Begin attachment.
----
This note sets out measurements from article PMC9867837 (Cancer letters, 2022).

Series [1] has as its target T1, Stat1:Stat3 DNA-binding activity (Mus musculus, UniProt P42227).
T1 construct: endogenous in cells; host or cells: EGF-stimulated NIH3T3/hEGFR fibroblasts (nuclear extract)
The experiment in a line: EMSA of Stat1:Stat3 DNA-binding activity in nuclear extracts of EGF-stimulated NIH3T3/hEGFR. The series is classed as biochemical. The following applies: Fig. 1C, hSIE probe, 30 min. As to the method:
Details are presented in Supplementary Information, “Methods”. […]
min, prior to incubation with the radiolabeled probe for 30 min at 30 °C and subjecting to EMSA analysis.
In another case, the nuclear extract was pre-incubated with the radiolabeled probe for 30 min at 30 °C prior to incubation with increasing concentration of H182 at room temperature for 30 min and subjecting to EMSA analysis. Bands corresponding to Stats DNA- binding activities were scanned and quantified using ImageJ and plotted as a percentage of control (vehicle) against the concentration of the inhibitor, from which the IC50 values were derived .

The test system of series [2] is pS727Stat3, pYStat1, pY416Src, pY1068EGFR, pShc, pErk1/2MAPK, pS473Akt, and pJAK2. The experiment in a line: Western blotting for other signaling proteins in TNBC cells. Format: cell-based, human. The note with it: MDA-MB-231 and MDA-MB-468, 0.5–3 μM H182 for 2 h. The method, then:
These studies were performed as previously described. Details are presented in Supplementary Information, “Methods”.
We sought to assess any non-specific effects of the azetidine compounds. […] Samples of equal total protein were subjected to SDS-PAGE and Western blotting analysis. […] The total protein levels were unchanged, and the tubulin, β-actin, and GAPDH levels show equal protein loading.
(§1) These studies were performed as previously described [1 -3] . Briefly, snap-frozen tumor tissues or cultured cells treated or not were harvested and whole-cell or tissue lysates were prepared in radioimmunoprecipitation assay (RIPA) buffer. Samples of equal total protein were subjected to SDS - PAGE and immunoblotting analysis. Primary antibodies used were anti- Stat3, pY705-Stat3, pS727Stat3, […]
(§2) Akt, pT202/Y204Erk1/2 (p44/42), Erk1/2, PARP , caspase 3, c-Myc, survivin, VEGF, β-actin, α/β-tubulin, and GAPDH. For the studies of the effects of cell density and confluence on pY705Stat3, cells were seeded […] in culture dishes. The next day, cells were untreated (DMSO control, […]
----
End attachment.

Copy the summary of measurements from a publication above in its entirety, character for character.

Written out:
This note sets out measurements from article PMC9867837 (Cancer letters, 2022).

Series [1] has as its target T1, Stat1:Stat3 DNA-binding activity (Mus musculus, UniProt P42227).
T1 construct: endogenous in cells; host or cells: EGF-stimulated NIH3T3/hEGFR fibroblasts (nuclear extract)
The experiment in a line: EMSA of Stat1:Stat3 DNA-binding activity in nuclear extracts of EGF-stimulated NIH3T3/hEGFR. The series is classed as biochemical. The following applies: Fig. 1C, hSIE probe, 30 min. As to the method:
Details are presented in Supplementary Information, “Methods”. […]
min, prior to incubation with the radiolabeled probe for 30 min at 30 °C and subjecting to EMSA analysis.
In another case, the nuclear extract was pre-incubated with the radiolabeled probe for 30 min at 30 °C prior to incubation with increasing concentration of H182 at room temperature for 30 min and subjecting to EMSA analysis. Bands corresponding to Stats DNA- binding activities were scanned and quantified using ImageJ and plotted as a percentage of control (vehicle) against the concentration of the inhibitor, from which the IC50 values were derived .

The test system of series [2] is pS727Stat3, pYStat1, pY416Src, pY1068EGFR, pShc, pErk1/2MAPK, pS473Akt, and pJAK2. The experiment in a line: Western blotting for other signaling proteins in TNBC cells. Format: cell-based, human. The note with it: MDA-MB-231 and MDA-MB-468, 0.5–3 μM H182 for 2 h. The method, then:
These studies were performed as previously described. Details are presented in Supplementary Information, “Methods”.
We sought to assess any non-specific effects of the azetidine compounds. […] Samples of equal total protein were subjected to SDS-PAGE and Western blotting analysis. […] The total protein levels were unchanged, and the tubulin, β-actin, and GAPDH levels show equal protein loading.
(§1) These studies were performed as previously described [1 -3] . Briefly, snap-frozen tumor tissues or cultured cells treated or not were harvested and whole-cell or tissue lysates were prepared in radioimmunoprecipitation assay (RIPA) buffer. Samples of equal total protein were subjected to SDS - PAGE and immunoblotting analysis. Primary antibodies used were anti- Stat3, pY705-Stat3, pS727Stat3, […]
(§2) Akt, pT202/Y204Erk1/2 (p44/42), Erk1/2, PARP , caspase 3, c-Myc, survivin, VEGF, β-actin, α/β-tubulin, and GAPDH. For the studies of the effects of cell density and confluence on pY705Stat3, cells were seeded […] in culture dishes. The next day, cells were untreated (DMSO control, […]